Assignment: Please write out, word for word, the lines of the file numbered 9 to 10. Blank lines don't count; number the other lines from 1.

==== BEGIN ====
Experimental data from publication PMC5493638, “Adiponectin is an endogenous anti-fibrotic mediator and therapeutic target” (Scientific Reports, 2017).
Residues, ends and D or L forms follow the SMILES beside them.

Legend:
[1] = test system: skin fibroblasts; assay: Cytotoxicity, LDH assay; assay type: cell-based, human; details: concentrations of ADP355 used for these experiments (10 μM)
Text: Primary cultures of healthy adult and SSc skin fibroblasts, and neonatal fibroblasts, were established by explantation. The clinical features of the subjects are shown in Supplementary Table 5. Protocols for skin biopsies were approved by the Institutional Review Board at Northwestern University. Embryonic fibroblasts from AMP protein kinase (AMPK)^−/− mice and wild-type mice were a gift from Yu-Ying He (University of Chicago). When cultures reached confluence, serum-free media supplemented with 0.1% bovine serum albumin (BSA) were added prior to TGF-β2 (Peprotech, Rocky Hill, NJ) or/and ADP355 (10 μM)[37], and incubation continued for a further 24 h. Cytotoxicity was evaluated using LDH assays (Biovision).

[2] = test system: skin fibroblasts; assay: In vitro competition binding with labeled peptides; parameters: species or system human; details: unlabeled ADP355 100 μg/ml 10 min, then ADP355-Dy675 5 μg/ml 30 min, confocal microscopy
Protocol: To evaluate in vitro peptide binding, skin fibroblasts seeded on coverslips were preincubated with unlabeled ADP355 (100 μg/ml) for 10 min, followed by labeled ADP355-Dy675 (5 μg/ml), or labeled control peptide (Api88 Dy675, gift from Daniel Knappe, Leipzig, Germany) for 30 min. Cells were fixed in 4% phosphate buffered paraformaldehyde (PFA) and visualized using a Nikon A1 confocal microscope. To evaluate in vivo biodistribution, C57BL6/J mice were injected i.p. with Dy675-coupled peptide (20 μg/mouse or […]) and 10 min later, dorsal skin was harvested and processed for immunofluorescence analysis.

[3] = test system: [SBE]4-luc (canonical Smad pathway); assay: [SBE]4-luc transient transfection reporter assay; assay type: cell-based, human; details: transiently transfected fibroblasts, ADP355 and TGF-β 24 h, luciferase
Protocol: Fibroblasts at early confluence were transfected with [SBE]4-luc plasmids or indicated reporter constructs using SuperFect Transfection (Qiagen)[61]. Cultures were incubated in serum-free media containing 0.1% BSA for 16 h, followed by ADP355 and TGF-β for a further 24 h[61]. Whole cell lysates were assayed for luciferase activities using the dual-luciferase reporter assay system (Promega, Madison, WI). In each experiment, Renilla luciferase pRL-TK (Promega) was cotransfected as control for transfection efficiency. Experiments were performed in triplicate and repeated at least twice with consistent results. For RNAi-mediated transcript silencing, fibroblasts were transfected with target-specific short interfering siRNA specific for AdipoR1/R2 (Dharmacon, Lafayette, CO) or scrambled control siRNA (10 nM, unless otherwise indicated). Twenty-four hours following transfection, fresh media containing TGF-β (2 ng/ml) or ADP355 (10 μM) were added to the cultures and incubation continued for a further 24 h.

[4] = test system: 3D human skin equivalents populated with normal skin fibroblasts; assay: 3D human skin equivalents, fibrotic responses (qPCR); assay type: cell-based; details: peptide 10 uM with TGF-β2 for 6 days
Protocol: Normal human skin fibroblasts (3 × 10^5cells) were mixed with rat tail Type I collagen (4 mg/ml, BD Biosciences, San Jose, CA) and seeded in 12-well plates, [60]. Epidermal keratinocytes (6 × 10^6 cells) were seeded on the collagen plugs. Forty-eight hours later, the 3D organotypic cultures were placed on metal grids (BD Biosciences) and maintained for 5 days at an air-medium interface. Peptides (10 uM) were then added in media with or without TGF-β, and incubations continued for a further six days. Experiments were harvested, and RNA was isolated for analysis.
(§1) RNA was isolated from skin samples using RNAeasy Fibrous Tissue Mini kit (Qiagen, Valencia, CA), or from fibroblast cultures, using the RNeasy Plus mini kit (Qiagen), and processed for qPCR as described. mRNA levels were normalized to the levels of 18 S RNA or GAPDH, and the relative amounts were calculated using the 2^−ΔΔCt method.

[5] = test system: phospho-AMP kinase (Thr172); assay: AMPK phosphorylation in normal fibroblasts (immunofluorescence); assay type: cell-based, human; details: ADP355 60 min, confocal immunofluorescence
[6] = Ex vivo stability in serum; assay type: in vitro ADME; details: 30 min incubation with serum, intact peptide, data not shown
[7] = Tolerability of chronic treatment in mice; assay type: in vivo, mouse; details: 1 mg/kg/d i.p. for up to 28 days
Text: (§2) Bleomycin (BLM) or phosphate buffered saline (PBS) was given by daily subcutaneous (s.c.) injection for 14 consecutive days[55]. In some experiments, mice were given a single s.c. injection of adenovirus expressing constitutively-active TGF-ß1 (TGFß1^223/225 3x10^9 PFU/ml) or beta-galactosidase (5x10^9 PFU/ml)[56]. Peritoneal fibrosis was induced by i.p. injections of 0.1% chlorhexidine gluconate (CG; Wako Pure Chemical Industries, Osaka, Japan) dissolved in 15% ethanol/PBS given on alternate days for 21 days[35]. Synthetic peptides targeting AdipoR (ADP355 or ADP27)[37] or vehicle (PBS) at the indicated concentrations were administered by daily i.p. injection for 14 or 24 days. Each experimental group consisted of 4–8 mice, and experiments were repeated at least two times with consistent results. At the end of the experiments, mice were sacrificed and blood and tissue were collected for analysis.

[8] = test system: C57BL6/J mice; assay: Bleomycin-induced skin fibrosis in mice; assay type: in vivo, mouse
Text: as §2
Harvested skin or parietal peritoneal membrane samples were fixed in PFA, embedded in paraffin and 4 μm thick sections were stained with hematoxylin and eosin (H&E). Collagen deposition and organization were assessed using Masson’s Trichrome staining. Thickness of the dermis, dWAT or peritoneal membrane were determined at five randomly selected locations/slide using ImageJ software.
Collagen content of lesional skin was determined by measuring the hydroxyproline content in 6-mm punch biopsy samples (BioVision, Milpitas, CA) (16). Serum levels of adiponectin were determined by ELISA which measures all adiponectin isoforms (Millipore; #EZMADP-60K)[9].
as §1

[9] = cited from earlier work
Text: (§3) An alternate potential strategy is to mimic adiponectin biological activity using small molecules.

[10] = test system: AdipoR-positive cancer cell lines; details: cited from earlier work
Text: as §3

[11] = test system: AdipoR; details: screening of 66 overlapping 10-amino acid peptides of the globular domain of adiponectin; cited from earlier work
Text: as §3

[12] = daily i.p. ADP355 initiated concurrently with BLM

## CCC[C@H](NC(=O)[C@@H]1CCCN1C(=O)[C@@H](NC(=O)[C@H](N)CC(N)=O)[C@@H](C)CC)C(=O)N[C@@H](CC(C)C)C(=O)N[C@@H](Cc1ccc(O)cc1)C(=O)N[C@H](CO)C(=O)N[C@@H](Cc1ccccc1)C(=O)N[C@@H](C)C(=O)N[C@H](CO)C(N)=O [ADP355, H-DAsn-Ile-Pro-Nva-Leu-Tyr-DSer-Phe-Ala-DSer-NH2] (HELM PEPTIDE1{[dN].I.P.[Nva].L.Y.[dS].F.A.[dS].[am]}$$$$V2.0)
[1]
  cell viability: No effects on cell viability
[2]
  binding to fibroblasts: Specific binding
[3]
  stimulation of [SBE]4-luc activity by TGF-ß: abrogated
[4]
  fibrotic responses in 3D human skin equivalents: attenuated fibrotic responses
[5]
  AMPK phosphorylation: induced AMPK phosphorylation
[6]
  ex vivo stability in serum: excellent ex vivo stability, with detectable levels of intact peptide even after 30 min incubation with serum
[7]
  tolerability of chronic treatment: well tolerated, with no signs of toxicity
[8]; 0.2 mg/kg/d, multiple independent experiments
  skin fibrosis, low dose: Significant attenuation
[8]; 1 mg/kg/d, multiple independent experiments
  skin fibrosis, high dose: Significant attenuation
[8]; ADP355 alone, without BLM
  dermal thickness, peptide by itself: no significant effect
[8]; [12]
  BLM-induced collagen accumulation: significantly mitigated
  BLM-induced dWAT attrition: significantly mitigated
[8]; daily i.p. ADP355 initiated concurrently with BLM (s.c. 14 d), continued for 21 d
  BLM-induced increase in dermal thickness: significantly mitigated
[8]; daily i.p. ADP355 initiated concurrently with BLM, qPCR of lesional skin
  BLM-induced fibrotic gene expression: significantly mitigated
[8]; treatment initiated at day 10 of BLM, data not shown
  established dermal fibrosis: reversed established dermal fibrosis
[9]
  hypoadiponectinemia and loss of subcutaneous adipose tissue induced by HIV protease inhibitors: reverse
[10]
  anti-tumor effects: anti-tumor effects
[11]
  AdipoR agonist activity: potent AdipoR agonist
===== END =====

Protocol: Fibroblasts at early confluence were transfected with [SBE]4-luc plasmids or indicated reporter constructs using SuperFect Transfection (Qiagen)[61]. Cultures were incubated in serum-free media containing 0.1% BSA for 16 h, followed by ADP355 and TGF-β for a further 24 h[61]. Whole cell lysates were assayed for luciferase activities using the dual-luciferase reporter assay system (Promega, Madison, WI). In each experiment, Renilla luciferase pRL-TK (Promega) was cotransfected as control for transfection efficiency. Experiments were performed in triplicate and repeated at least twice with consistent results. For RNAi-mediated transcript silencing, fibroblasts were transfected with target-specific short interfering siRNA specific for AdipoR1/R2 (Dharmacon, Lafayette, CO) or scrambled control siRNA (10 nM, unless otherwise indicated). Twenty-four hours following transfection, fresh media containing TGF-β (2 ng/ml) or ADP355 (10 μM) were added to the cultures and incubation continued for a further 24 h.

[4] = test system: 3D human skin equivalents populated with normal skin fibroblasts; assay: 3D human skin equivalents, fibrotic responses (qPCR); assay type: cell-based; details: peptide 10 uM with TGF-β2 for 6 days